Playlistening helps us relax about name calling!
author By Emilie Leeks,

Sometimes we get really stuck in a negative reaction to a particular behaviour our children bring to us. I'm so thankful to have discovered Playlistening which allows me to approach challenging behaviours in a playful, but very effective way! Here is an example of using it to work with my son when he was calling names.

My husband had just got back from being away in the US for a week. He goes away with work quite a bit, and the US is the most challenging for us because the time difference (we are in the UK) makes it difficult to connect - particularly for him with the kids. And the children really do miss him when he's away, and of course I have less time for them too because I have to do all the chores etc myself.

Our oldest child (7 years) was showing some big emotions (I think he was sensing the safety of his daddy being home, and was releasing some pent up feelings!), and was doing a lot of name calling (as well as very physical fighting!). When he's upset, he tends to call people 'stupid' or 'stupid idiot' which I must admit I find hard to hear. But this time I was in a good headspace and because I've been thinking a bit about this particular area, and have spoken about it in my Listening Partnerships, I was able to think more creatively and turn it on its head a bit and get some laughter going - when he called me stupid, I said things in a jokey way, like 'But just how stupid am I? I've been practising for years to be this stupid - could there be anyone stupider than me??!' and I pretended that I was really proud of being the stupidest, and pretended to be annoyed when he called anyone other than me stupid! It really took the edge off what was becoming a real sticking point for us as a family, as we would all start to get wound up by it. Things have been a lot more relaxed around the name calling since then, and although it's something we would like to see the back of completely if possible (!), I do feel like we've moved out of the stalemate we were in before and are able to tackle it much more creatively now.

I used to think that you have to come down hard on behaviours like name calling - because otherwise the child will just continue to do them, right? But I now realise that when a child is calling names (or indeed showing any kind of off-track behaviour!), they are signalling a need for connection, and for help with some big stuck feelings they have. Being playful increases your connection with one another, and the laughter which comes from the playfulness allows the child to release some of those tensions they are carrying, so they no longer need to show those challenging behaviours. Responding playfully has been a revelation, and has completely changed the dynamic in our house!

Our son spent a long time playing very happily and independently after this session, and was happy to engage on and off throughout the play - plus he was very cooperative and thoughtful when I asked him to play quietly because his little brother was ill and sleeping!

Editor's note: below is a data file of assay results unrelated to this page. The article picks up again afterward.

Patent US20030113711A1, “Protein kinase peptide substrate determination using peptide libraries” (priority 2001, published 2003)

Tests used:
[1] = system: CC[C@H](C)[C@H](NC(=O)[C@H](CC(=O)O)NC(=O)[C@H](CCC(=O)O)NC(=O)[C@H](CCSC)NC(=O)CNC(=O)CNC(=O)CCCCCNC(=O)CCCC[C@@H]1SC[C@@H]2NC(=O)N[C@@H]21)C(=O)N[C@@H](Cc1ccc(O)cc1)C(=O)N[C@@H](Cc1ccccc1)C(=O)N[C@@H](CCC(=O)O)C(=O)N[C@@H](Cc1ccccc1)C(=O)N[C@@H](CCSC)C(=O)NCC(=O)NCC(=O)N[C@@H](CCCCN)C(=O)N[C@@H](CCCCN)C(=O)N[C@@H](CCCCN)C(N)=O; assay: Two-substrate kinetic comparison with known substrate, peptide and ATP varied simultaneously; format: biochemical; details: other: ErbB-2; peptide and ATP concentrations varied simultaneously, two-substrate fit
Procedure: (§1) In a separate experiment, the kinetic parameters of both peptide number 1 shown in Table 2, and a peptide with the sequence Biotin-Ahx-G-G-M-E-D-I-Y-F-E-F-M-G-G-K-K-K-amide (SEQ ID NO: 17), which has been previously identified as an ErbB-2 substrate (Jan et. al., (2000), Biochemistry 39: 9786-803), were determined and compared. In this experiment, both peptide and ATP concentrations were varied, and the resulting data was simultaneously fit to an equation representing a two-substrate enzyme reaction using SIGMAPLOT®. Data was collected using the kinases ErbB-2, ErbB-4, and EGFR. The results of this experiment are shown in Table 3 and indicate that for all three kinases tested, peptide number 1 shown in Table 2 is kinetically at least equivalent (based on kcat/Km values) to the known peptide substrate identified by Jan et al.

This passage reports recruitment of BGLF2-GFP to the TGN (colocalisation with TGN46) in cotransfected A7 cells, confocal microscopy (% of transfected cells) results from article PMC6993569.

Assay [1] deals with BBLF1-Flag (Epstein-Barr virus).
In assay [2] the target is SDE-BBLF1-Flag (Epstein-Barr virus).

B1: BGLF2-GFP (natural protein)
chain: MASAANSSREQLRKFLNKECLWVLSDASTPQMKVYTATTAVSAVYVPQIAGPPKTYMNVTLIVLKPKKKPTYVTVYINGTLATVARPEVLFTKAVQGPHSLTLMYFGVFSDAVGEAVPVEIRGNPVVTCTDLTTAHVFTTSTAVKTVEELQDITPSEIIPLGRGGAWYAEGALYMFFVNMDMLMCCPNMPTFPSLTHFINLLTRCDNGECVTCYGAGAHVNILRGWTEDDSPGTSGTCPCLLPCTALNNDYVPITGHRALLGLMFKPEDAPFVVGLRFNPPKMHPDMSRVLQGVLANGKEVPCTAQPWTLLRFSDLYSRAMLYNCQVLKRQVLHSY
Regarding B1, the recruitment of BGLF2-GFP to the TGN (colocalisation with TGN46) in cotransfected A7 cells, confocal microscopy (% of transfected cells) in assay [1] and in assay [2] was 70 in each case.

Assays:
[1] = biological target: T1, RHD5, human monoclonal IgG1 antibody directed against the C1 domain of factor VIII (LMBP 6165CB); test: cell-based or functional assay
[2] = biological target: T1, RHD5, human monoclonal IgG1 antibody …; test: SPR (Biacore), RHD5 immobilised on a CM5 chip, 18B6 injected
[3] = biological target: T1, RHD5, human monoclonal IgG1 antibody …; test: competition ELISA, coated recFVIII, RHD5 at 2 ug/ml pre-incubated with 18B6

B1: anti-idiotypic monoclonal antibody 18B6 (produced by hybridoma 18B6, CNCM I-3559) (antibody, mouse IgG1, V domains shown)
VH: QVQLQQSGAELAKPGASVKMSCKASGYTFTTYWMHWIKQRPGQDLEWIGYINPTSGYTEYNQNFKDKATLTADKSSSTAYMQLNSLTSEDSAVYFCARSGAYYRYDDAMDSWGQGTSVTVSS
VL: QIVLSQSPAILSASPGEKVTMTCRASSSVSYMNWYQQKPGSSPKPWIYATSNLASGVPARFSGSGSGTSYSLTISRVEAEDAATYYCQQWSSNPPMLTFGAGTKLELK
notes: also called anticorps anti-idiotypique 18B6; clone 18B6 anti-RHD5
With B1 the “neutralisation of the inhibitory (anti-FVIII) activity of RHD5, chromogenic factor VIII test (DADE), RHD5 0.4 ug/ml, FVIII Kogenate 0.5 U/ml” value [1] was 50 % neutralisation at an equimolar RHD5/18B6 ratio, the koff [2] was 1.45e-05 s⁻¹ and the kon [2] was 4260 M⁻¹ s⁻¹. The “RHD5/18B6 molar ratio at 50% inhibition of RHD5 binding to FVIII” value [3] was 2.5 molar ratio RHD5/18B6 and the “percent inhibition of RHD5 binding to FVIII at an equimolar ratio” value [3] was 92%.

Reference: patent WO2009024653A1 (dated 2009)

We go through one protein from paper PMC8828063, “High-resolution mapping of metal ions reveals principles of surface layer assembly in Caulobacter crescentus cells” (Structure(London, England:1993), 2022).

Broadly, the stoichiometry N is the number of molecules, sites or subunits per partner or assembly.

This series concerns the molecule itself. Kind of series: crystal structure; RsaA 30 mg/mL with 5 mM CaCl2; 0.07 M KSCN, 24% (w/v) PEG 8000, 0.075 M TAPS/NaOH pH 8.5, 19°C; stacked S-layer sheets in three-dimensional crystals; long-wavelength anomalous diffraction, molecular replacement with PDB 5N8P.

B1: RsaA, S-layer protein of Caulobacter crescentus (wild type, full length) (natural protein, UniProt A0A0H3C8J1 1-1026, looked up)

Other resources you may find useful:

  • Bad words from good kids is a great article with more ideas to help if you too are struggling with name calling-type behaviours in your home
  • To find out more about Playlistening, you can buy the Playlistening booklet here, or for more information about other elements of the Hand in Hand approach, I highly recommend getting the whole set of booklets which is great value (and includes the Playlistening booklet!)
  • This is a lovely short video on the science of play, with discussion about Playlistening

**If you would like to find out more about the tools I have learnt which have helped me so much in parenting from a more connected standpoint, visit my website, or the Hand in Hand Parenting website, or contact me to chat.**

A word or two about Journeys in Parenting: a blog about our experiences on the path of peaceful parenting…

We are a family of 5, living in Berkshire in the UK. I (Emilie) am married to the rather wonderful and (thank goodness!) supportive Stuart, and we have 3 young children, aged 9, 6, and 4. I decided to start this blog after a few enquiries from friends and acquaintances about what our parenting style is all about. I hope that writing about the peaks and pitfalls of our peaceful parenting journey will help others in a similar position - i.e. wanting to make changes to their parenting, but not quite sure where to start! It's very much an ongoing journey for us, and in no way do we claim to have all the answers, but we hope that reading about trying to support our children in a peaceful, responsive way that works for our family will perhaps inspire others to find their own path too.

And to all parents out there reading this: I hope this will be a mutually supportive resource. It is not intended to be a comment on any parenting style which is different from ours, rather it reflects what is working for our family and that which might be useful for others - the article I Am Not a Better Mother Than You says it better than I ever could! I fully welcome respectful comments and questions (e.g. in the vein of "I have found X works well for me" rather than "You shouldn't do it like that") - please try to avoid judgement of others when posting. I have no problem with my ideas being politely questioned, but if our overall parenting style is not for you, please do feel free to go and find other resources which are a better fit for you. Best of luck to everyone, as I know we are all doing the very best that we can for our children, no matter which paths we take!

Please note that the Journeys in Parenting blog posts may contain affiliate links - thank you in advance for supporting us!

Connect with us:

Post comment